The aviation industry is slowly but surely picking itself up from the biggest downturn in jet-age history, with the fewest movements ever on the 14:th of March according to some sources. What will happen is anybody’s guess, but experts are reasonably in agreement that it will take a few years before things are back to normal – if they ever will be – where ‘normal’ would be the situation before Covid-19. The threats are many. Environmentalists are doing what they can to keep people from flying. Fewer flights and initially fewer seats onboard necessitate higher fares, leaving – again – the market open for some operators to undercut with planes and crew available for the picking, and possibly coming back from bankruptcy under new names with all debts gone.
One (1) government – Austria’s – has realized the danger and without further ado outlawed low-fare airline tickets, and in doing so giving flight safety a big boost, possibly without knowing it. The reason for their action is claimed to be environmental concerns and also salary consolidations. No ticket under 40€ and shorter trips by train is the thing. The salary concern and the ticket price are interesting since they eliminates the interest from low-cost airlines and thus a stroke of genius from that government. By all means pilots are definitely not less safe with a low salary as long as they are adequately trained. What affects safety when cost-cutting comes into play (as mentioned repeatedly in this blog), is the ambition to maximize profits by giving pilots minimum training, maximum duty hours and spending a minimum also on maintenance and fuel reserves. When aviation authorities fail to regulate the industry for maximum safety, the way of Austrias government could be a new road to follow.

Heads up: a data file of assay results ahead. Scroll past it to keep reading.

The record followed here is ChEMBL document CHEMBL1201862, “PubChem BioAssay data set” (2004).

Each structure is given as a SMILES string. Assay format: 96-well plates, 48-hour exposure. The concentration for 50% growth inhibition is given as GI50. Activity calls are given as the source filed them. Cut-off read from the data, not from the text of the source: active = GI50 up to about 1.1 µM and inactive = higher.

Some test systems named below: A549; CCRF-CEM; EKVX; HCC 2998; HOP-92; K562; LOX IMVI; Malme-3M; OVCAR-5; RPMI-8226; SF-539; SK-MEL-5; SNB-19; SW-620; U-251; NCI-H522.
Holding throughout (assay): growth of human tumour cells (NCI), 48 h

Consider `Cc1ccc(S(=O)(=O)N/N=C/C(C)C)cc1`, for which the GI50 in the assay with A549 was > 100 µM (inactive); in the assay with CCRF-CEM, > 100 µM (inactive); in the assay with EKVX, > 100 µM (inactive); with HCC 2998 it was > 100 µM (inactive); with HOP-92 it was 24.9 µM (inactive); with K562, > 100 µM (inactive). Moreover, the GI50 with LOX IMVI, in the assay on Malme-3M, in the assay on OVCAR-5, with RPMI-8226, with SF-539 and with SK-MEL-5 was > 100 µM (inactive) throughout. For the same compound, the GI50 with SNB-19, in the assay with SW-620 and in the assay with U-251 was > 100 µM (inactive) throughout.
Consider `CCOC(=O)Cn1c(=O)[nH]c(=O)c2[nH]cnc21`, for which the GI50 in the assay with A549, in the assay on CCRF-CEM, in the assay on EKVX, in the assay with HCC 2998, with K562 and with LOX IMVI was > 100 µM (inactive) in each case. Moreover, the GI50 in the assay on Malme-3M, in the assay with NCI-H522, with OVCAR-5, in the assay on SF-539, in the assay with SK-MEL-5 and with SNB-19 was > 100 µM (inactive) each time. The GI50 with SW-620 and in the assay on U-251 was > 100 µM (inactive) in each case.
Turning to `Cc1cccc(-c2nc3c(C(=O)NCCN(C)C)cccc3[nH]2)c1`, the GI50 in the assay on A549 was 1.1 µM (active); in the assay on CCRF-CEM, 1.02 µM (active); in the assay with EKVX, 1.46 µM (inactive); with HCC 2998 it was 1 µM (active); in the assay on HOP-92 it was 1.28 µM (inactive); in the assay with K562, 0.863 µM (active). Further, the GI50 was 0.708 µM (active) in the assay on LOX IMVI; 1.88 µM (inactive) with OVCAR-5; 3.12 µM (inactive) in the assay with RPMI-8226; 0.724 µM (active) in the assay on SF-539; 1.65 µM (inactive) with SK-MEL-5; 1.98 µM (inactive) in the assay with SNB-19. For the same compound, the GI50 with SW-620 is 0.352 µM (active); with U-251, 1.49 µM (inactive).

The effect on safety by sound employment situations for airline crews, with conditions agreed upon by management and unions – and especially the adverse effect on safety by lack of same – has been discussed at length in previous articles, as has the effect of budget airlines on the industry as a whole. It is thus regrettable that regular airlines with longstanding good reputations are surprisingly quick to adapt, like highly respectable BA considering to fire its pilots and re-hiring them on a cheaper contract. That should however not have any immediate effect on flight safety (apart from what may come from less motivation showing up for work by some), but it is a highly questionable move.
To give some credit for safety concerns by authorities, it should be mentioned that the European Union keeps updating its list of airlines banned to fly in Europe. With todays update a total of 96 airlines, not only budget airlines, are banned from the EU skies. They can be found on the European Commission EU Air Safety List.
To end on a positive note Boeing lovers will be happy, when they most likely will see B737 MAX back in the skies earlier that expected. According to some sources Boeing is aiming for key certification flights in a few weeks.